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Welcome to the Cooper studio, Jefferson, Iowa.
Folks, today I've got good news. And I've got bad news, and that's just the way it is. Let's get started. The good news is after a pile of messed up emails, I (er, my paintings) have been accepted to the Geneva Fine Arts Fair, Geneva, Illinois.
The bad news, brace yourself. I hopped over to this very website, to add it to that page labeled Schedule, and with horror washing over me, discovered that on this fine March 11th, 2012 THERE in big bold print was my (I am so embarrassed to say this) my 2011 schedule.
How do things like this HAPPEN? I, who have written articles about the risk-to-character of artists who let their personal web space run amuck. Fade from lack of attention. Fall behind the times? I have succumbed to the fault of not checking out my very own website.
Now in defense of artist-website-owners universal, I can say to you-our-fair-readers-of-the-front-side-of-this-webspace, normally all our viewing happens on the backside. We need to add a painting image so we go to the menu bar, click the button that says "your artwork portfolio" and do the work. Add the painting.
And when my favorite events started sending me happy letters (acceptance letters!) this spring, of course I wrote a blog post about that.
But I forgot all about the page on my website labeled "Schedule". That place I personally had set up so that my friends and patrons of the summer art fair world know where I, and my paintings will be. And I forgot about it because I had failed to follow my own good advice about reading the thing from the viewer's point of view!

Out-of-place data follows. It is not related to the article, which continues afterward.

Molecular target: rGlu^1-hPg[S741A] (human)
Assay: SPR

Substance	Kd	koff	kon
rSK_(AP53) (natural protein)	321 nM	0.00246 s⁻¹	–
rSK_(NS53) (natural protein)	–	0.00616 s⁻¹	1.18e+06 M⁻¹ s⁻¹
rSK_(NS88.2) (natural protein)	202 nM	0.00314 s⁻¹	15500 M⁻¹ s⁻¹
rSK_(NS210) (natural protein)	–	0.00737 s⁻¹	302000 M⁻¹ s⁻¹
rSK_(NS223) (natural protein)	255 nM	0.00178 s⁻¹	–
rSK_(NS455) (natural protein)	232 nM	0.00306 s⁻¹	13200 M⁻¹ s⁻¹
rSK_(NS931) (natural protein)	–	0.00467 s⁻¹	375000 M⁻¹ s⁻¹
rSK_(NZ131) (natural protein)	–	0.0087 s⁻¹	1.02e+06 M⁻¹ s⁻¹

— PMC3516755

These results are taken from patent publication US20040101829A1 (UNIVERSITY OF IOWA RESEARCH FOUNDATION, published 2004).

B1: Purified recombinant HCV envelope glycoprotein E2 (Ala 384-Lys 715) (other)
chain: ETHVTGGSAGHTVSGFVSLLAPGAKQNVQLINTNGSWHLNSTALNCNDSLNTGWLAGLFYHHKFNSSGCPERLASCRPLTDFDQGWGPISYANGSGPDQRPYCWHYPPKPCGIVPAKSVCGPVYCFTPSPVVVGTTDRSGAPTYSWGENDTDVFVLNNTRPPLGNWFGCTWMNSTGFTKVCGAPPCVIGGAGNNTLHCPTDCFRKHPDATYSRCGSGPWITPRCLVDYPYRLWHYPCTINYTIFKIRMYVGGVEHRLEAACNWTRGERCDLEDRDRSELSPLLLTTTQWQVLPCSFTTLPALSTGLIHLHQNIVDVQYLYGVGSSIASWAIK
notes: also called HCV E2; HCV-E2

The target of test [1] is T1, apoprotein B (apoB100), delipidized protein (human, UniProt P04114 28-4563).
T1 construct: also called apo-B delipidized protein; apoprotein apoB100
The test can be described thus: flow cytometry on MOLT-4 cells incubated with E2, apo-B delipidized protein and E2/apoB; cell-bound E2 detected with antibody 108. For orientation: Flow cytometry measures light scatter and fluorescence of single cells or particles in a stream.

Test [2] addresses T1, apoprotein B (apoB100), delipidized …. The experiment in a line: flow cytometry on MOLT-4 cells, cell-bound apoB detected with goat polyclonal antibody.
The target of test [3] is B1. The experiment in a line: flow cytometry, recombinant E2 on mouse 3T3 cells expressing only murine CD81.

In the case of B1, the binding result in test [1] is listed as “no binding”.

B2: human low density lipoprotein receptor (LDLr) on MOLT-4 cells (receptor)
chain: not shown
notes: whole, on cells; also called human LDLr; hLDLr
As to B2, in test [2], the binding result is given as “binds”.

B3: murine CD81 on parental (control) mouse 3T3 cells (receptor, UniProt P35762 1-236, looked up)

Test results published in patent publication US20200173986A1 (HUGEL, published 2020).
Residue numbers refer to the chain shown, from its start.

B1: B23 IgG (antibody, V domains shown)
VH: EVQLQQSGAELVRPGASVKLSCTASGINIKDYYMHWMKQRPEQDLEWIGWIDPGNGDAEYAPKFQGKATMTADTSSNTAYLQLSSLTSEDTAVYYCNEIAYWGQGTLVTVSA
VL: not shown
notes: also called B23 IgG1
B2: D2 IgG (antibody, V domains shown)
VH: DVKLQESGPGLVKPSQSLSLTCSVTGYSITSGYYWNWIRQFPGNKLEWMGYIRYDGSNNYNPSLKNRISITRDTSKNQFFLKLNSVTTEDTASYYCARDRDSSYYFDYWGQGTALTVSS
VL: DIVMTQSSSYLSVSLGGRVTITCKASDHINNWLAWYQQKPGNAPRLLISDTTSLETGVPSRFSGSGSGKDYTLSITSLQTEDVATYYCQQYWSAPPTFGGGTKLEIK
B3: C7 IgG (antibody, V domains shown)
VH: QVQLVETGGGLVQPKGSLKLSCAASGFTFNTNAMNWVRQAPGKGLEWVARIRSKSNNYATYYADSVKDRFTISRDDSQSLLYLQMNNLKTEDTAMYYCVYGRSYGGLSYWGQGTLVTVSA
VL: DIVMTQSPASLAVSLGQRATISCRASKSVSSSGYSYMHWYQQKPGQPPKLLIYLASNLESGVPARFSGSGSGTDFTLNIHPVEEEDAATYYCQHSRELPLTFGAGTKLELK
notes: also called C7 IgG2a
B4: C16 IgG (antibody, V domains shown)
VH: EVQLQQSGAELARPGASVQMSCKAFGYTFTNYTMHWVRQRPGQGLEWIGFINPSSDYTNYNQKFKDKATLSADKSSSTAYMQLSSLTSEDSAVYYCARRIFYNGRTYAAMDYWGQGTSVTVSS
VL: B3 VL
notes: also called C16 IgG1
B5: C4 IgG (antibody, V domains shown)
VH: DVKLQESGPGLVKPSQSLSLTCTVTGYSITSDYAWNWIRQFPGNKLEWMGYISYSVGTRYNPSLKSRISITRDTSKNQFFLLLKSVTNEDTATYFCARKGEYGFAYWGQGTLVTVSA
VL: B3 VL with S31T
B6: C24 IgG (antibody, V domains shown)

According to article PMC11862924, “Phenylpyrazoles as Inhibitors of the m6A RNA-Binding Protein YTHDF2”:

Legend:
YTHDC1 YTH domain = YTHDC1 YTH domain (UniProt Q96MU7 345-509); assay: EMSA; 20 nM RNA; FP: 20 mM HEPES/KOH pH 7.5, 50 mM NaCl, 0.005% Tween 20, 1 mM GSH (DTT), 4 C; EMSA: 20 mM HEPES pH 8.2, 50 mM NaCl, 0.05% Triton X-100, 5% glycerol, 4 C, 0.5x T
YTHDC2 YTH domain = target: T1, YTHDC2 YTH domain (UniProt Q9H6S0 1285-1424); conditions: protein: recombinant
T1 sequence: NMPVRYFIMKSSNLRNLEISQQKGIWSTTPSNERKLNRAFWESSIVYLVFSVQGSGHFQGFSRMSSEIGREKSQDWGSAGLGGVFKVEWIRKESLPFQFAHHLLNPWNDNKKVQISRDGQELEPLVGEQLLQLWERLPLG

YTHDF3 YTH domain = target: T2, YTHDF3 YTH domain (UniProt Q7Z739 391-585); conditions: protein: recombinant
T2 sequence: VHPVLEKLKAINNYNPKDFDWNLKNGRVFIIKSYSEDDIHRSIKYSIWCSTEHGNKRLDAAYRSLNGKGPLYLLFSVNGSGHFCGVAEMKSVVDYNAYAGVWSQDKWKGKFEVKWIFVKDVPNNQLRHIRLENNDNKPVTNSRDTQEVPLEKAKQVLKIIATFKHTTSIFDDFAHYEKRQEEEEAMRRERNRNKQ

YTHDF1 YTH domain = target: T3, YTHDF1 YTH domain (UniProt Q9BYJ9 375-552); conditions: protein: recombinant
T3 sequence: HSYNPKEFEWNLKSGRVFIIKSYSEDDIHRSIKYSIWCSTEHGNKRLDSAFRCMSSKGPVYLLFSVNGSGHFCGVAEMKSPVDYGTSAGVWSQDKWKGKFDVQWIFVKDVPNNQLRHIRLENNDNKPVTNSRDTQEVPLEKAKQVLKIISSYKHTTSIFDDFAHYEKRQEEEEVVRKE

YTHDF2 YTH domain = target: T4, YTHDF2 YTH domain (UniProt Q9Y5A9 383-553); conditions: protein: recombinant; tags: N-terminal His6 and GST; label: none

There is a pathetic line that goes something like "Don't do as I do, do as I say". Yeah, that means revert to that article I wrote awhile back. The one that talks about how each artist should visit their website from the patron side on a regular basis.
As artists, we add things to our websites with a regular (hopefully) and timely routine. And when that happens from the backside of the control panel, we lose track of what's available to our viewers from the front side of that control bar. On days like this, that can become concerning. Dios mio.
But now, I've followed my own advice. I've read my website like a regular viewer, from the front side. All of those embarrassing OUTDATED entries have been corrected. You, my artist friend, should go do that to your website, too. Old information is worthless information. And even worse, you just might alarm your fans into thinking you've checked out. Let'em know you're still working this gig. Keep that front page current.
Editor's Note: You can view Karen's original post here.